World leaders are joining United Nations agencies today in calling for an end to the practice of child marriage on the first International Day of the Girl. Ideas for action and myriad events -- including several dozen as part of the Girl Up campaign -- are planned worldwide, where one out of seven girls is married before age 15. "While the oppression of girls perpetuates a cycle of poverty, the empowerment of girls has a ripple effect that strengthens families, communities, countries, and ultimately the world," writes Kathy Calvin, CEO of the United Nations Foundation.
Greater efforts must be made to protect girls in Afghanistan, where nearly half are married as child brides and almost one in six weds before they turn 15, the United Nations said Thursday. "Early marriage is a fundamental violation of human rights and impacts all aspects of a girl's life," a group of UN organizations said in a statement to mark the International Day of the Girl Child...The UN group, including the children's and women's organizations as well as the Afghan mission, said there was a strong link between the age of a mother and maternal death. Despite progress in the past 10 years, the UN says Afghanistan's maternal mortality rate is still 327 per 100,000 live births -- one of the worst in the world. "Girls aged 10-14 are five times more likely to die in pregnancy or childbirth than women aged 20-24," the statement said. The UN points to a link between access to education and the prevention of early marriage.
Well, Uttara from West Bengal was 12 years old when her father fixed her marriage. He even paid the groom's side 2000 rupees. An impoverished farmer, he had to sell a goat and trees to raise the dowry. This may seem an image from the past - yet, this is a common reality all over the country. Close to half the girls in India are married before 18 years of age. In Bihar, Rajasthan and West Bengal, child marriage concerns 3 out of 5 girls. India has the highest absolute number of child brides - about 24 million. This represents 40% of the 60 million child marriages globally.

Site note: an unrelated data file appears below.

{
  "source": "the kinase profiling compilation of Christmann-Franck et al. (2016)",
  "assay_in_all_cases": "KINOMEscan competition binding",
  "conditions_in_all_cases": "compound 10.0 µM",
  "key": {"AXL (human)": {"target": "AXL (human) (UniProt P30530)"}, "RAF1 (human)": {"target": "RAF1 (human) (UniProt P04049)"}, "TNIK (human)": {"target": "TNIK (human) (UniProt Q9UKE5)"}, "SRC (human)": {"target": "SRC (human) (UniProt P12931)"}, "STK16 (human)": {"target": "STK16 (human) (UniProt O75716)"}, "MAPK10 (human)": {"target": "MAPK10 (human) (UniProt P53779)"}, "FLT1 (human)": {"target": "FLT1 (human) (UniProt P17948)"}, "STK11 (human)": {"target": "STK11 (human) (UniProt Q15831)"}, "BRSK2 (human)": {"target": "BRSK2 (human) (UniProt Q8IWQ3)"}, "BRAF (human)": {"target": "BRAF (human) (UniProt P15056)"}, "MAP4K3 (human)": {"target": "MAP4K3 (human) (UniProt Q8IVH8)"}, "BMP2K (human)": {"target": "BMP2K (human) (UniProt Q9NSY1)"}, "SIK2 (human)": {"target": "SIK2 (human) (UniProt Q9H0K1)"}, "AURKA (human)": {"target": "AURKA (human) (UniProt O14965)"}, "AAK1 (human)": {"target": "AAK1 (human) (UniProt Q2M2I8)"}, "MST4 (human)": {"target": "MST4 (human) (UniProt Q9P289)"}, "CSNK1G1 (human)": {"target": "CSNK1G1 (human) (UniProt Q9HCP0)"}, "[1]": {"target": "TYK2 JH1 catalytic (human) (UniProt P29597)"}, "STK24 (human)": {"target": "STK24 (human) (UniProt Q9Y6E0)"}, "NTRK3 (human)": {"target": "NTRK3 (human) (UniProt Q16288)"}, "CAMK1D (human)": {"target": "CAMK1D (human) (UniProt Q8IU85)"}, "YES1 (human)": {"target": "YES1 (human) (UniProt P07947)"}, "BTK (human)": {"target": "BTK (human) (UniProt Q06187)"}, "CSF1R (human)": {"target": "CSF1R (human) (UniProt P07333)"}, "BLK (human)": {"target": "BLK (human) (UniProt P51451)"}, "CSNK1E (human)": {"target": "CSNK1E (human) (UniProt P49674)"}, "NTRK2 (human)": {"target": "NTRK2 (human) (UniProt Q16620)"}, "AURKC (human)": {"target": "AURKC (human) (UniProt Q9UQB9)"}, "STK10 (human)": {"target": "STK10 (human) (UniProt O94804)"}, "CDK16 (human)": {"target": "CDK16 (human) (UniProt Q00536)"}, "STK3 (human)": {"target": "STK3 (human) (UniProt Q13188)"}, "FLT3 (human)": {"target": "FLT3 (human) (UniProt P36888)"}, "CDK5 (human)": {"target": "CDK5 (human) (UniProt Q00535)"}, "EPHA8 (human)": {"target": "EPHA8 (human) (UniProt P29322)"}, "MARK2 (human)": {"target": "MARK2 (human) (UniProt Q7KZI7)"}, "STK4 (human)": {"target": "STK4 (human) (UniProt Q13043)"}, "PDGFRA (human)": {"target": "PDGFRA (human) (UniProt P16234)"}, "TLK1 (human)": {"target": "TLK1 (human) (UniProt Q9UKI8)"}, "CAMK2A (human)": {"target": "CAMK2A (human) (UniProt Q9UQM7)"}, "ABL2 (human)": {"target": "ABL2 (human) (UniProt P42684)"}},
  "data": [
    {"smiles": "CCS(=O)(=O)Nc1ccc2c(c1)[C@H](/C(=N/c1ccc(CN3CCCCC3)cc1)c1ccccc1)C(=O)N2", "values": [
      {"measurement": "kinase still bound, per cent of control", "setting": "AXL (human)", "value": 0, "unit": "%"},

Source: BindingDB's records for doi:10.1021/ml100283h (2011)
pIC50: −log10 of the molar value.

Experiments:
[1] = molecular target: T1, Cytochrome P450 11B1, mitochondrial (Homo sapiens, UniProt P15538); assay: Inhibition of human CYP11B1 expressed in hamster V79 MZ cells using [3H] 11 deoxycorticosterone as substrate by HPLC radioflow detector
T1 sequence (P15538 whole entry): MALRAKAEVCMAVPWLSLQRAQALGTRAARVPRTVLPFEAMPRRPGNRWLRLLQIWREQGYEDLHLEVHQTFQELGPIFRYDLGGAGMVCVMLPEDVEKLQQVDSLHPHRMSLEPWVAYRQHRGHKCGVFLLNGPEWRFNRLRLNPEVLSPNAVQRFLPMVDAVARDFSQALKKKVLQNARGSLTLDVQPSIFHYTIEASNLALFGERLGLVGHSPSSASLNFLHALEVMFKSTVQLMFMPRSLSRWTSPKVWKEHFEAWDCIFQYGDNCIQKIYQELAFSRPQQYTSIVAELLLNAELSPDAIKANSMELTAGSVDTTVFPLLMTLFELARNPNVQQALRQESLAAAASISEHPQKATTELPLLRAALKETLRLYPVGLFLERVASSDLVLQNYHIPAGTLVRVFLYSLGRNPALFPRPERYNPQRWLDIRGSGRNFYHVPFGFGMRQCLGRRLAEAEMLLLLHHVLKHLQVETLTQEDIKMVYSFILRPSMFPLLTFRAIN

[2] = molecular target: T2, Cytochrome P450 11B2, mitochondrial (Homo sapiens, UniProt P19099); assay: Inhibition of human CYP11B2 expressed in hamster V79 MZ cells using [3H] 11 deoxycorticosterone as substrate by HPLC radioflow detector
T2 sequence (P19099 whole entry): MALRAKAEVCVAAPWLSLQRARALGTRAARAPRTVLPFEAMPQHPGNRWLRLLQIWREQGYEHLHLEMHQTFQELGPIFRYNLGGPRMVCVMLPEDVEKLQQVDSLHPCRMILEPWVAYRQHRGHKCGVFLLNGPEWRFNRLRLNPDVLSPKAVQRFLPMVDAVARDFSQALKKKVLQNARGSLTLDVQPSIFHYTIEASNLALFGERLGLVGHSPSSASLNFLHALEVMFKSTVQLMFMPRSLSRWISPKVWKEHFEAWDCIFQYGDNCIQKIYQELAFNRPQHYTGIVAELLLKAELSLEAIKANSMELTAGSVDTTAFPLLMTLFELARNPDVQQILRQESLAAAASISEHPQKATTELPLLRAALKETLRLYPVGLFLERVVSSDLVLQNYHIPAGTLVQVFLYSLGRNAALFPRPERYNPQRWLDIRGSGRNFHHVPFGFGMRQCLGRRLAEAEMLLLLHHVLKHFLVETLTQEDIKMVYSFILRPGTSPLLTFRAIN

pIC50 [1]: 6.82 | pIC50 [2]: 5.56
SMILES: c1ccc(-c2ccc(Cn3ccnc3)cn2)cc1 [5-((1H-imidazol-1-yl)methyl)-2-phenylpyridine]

Senate OKs harsher anti-trafficking bill
Attempts to commit various human trafficking-related activities such as recruitment, selling and transporting persons are now crimes under a new Senate-backed bill, which has been unanimously approved on third and final reading. The Expanded Anti-Trafficking of Persons Act of 2010 or Senate Bill No. 2625, extending the original anti-trafficking law or Republic Act 9208, imposes harsher panalties on attempted trafficking and encourages state officials, not-for-profit entities and the media to publicize the identities of accused traffickers. Senate President Juan Ponce Enrile urged President Benigno Aquino III to fast-track the signing of the measure.
According to a growing list of religious groups, feminists, celebrities and policy makers, adult classifieds website Backpage.com is profiting from one of the ugliest crimes on the planet: sex trafficking. Backpage’s critics say they are facilitating sex slavery and should shut the site down. New York Times writer Nick Kristof pressured Goldman Sachs to unload its shares in Village Voice Media overnight (and at a $30 million loss) in March. In July, Washington State introduced a legislative attack on CDA230 that aims to make websites like Backpage criminally responsible for third-party content posted by minors – a move that put the EFF on the offensive on behalf of the Internet Archive, Senior Staff Attorney Matt Zimmerman says, to make sure the legislation “doesn’t cross the line to the government throwing people in jail for what their users do.”
Debt bricks in Pakistani 'slaves'
One does not always need a time machine to travel into the past - a visit to a typical brick kiln in Pakistan's Punjab province is enough to evoke a time when human beings were traded like animals and slavery was rampant. Overburdened by loans, generation after generation of workers, totaling about 4.5 million spread across 18,000 kilns around the country, toil for nothing more than the promise of freedom. Ata Muhammad (28) and his wife work for 18 hours a day at a kiln in the outskirts of Lahore, where they are paid 450 rupees (US$4.80) per 1,000 bricks, irrespective of how long it takes to complete the task. According to estimates from the labor department, it takes a standard family of five, including children, a whole day to make 1,000 bricks.
Experts to study region's gangs, sex trafficking